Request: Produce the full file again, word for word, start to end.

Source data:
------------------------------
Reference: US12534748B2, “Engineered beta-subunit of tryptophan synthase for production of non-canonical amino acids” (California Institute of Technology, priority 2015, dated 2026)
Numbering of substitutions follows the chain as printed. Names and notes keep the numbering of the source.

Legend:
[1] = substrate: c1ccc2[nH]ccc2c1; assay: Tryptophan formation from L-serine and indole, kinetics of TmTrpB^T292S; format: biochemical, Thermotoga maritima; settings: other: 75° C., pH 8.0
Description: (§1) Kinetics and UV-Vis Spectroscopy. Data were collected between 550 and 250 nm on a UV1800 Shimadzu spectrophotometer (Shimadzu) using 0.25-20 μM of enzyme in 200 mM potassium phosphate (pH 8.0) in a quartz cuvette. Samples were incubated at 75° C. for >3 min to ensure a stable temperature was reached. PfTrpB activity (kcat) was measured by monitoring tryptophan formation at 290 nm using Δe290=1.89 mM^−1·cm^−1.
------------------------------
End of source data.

Reference: US12534748B2, “Engineered beta-subunit of tryptophan synthase for production of non-canonical amino acids” (California Institute of Technology, priority 2015, dated 2026)
Numbering of substitutions follows the chain as printed. Names and notes keep the numbering of the source.

Legend:
[1] = substrate: c1ccc2[nH]ccc2c1; assay: Tryptophan formation from L-serine and indole, kinetics of TmTrpB^T292S; format: biochemical, Thermotoga maritima; settings: other: 75° C., pH 8.0
Description: (§1) Kinetics and UV-Vis Spectroscopy. Data were collected between 550 and 250 nm on a UV1800 Shimadzu spectrophotometer (Shimadzu) using 0.25-20 μM of enzyme in 200 mM potassium phosphate (pH 8.0) in a quartz cuvette. Samples were incubated at 75° C. for >3 min to ensure a stable temperature was reached. PfTrpB activity (kcat) was measured by monitoring tryptophan formation at 290 nm using Δe290=1.89 mM^−1·cm^−1.